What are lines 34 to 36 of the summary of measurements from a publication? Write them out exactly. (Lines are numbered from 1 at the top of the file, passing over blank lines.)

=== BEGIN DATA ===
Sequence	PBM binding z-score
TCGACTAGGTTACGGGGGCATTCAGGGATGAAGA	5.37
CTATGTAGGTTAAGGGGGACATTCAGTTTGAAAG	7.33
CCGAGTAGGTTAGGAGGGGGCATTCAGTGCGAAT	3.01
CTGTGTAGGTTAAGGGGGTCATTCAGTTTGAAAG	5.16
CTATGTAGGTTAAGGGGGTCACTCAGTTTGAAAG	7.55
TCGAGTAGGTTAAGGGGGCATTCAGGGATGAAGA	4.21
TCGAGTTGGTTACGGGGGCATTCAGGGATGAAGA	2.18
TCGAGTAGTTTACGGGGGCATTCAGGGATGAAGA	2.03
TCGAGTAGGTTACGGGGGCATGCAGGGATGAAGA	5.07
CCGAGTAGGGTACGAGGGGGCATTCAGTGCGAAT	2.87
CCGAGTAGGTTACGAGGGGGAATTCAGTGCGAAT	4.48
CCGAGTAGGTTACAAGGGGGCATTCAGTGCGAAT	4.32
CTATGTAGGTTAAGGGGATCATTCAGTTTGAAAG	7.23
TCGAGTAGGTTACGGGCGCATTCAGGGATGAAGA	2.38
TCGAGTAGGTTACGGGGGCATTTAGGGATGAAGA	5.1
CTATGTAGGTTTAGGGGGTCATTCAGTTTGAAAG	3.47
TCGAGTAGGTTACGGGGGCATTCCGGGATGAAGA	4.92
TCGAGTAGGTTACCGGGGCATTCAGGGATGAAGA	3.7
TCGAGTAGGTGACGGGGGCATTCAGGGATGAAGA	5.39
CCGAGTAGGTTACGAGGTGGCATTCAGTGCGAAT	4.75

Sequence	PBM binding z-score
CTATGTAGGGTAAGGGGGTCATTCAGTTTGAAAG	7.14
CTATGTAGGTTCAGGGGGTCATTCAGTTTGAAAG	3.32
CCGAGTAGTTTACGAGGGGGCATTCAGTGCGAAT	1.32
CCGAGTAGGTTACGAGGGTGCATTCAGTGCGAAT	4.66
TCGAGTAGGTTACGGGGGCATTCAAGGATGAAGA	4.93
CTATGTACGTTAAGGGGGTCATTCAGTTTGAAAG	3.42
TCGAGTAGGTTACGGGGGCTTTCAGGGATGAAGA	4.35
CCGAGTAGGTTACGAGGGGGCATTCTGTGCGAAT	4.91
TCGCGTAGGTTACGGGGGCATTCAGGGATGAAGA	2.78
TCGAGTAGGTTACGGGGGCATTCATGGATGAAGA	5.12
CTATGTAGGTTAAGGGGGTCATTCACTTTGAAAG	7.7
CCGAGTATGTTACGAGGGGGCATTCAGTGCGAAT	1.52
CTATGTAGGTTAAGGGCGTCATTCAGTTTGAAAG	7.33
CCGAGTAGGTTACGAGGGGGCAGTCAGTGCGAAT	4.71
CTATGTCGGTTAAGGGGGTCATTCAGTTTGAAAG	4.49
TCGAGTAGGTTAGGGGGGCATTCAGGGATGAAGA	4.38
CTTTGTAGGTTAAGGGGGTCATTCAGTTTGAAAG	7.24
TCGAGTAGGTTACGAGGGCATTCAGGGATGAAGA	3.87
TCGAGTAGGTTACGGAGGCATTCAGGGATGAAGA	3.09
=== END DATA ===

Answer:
CCGAGTATGTTACGAGGGGGCATTCAGTGCGAAT	1.52
CTATGTAGGTTAAGGGCGTCATTCAGTTTGAAAG	7.33
CCGAGTAGGTTACGAGGGGGCAGTCAGTGCGAAT	4.71